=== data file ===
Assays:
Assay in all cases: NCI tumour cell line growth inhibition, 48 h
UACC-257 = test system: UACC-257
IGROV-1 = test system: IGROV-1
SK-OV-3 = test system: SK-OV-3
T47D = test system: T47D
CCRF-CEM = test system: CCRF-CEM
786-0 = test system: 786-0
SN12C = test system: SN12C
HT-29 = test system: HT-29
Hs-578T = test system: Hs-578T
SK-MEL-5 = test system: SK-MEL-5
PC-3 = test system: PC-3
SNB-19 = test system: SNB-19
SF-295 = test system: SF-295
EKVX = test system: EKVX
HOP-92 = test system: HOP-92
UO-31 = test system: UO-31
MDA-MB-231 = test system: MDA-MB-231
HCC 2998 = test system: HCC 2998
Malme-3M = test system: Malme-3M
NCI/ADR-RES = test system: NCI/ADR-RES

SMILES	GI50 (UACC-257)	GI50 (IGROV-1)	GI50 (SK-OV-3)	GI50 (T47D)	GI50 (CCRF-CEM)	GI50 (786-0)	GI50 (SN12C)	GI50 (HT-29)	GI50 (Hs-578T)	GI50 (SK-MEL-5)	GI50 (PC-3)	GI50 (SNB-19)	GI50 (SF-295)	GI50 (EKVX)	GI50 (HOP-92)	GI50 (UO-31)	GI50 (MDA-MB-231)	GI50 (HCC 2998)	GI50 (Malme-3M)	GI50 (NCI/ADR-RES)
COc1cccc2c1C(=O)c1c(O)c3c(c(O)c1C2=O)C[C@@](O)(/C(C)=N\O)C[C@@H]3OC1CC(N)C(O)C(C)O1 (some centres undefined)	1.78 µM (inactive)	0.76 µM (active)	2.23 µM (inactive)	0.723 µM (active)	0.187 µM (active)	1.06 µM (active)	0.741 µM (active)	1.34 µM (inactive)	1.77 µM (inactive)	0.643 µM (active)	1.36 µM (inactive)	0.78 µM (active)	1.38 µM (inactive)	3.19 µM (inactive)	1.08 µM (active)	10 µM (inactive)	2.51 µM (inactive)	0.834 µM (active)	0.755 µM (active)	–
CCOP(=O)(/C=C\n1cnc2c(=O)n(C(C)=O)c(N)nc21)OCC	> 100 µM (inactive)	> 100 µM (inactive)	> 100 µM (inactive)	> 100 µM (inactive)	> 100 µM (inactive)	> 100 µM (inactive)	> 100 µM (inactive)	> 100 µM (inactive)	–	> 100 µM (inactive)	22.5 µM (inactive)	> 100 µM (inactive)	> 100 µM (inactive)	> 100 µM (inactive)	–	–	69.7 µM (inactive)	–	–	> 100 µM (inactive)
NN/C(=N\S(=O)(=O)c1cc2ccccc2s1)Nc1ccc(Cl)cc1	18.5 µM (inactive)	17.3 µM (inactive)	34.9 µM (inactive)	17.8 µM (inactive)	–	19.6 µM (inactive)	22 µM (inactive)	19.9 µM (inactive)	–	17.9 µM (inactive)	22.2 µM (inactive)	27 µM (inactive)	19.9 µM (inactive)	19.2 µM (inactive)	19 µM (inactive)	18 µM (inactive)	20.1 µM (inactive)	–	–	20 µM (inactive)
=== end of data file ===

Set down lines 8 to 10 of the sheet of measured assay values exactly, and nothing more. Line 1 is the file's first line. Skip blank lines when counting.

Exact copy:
786-0 = test system: 786-0
SN12C = test system: SN12C
HT-29 = test system: HT-29